Neuroplasticity underlies the brain’s ability to alter perception and behavior through training, practice, or simply exposure to sensory stimulation. Improvement of tactile discrimination has been repeatedly demonstrated after repetitive sensory stimulation (rSS) of the fingers; however, it remains unknown if such protocols also affect hand dexterity or pain thresholds. We therefore stimulated the thumb and index finger of young adults to investigate, besides testing tactile discrimination, the impact of rSS on dexterity, pain, and touch thresholds. We observed an improvement in the pegboard task where subjects used the thumb and index finger only. Accordingly, stimulating 2 fingers simultaneously potentiates the efficacy of rSS. In fact, we observed a higher gain of discrimination performance as compared to a single-finger rSS. In contrast, pain and touch thresholds remained unaffected. Our data suggest that selecting particular fingers modulates the efficacy of rSS, thereby affecting processes controlling sensorimotor integration.

1. Introduction

Adult mammalian brains maintain plastic reorganizational capacities throughout life that mediate learning processes [13]. In particular, neural connections and connection strengths are modified during extensive use, practice, and training. For example, Braille readers exhibit an enlarged cortical representation of the reading finger in S1 [4], and the cortical representations of the fingers of the left hand are increased in string players [5].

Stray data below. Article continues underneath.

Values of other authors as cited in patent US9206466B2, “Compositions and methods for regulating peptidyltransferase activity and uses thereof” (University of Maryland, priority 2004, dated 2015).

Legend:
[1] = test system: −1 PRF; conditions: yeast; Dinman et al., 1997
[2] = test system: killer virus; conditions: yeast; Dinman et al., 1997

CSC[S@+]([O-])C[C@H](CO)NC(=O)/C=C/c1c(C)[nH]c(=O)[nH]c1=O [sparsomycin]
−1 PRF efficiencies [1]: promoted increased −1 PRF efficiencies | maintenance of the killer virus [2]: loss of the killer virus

Over the years, it became clear that, in addition to training, practice, and perception, behavior and cognition can be systematically improved in human subjects simply through exposure to sensory stimulation. These stimulation paradigms are characterized by the fact that they employ the timing conditions of canonical protocols used to alter synaptic transmission and efficacy [611]. Based on the framework of Hebbian synaptic plasticity, we developed a specific stimulation paradigm (coactivation) that influences brain activity specifically. The idea behind coactivation is the simultaneous activation of mechanoreceptors of the skin or of the peripheral nerve fibers [7]. The stimulation paradigm was applied by small devices consisting of a solenoid that was taped to the tip of the index finger for a few hours to induce synchronous neural activity by tactile costimulation of small skin portions. As a result of this unattended activation-based learning, the tactile acuity of the stimulated body part improved parallel to an enlargement in the respective cortical representation [1214]. Recently, we developed alternative protocols that focus on frequency rather than spatial cooperative processes by using high-frequency stimulation [8], which presumably induce long-term potentiation-like (LTP-like) processes in the brain. This form of repetitive sensory stimulation (rSS) was further optimized and modified by reducing the duration of application from a few hours to 20 min [8] and by using not only cutaneous but also electrical stimulation, where electrical pulses were transmitted by self-adhesive electrodes. Currently, different forms of rSS procedures are widely investigated by different groups as a means to drive learning and plasticity processes by using different terms such as “peripheral nerve stimulation” [15], “exposure-based learning” [16], “coactivation” [13, 14, 17], “unattended activation-based learning” [7], and “rSS” [18]. By adopting protocols consisting of intermittent high-frequency or low-frequency stimulation for the visual domain, we were recently able to demonstrate a substantial modifiability of visual perception and behavior in human individuals indicating a similar readiness for passive stimulation-induced changes as shown thus far in the somatosensory system [6].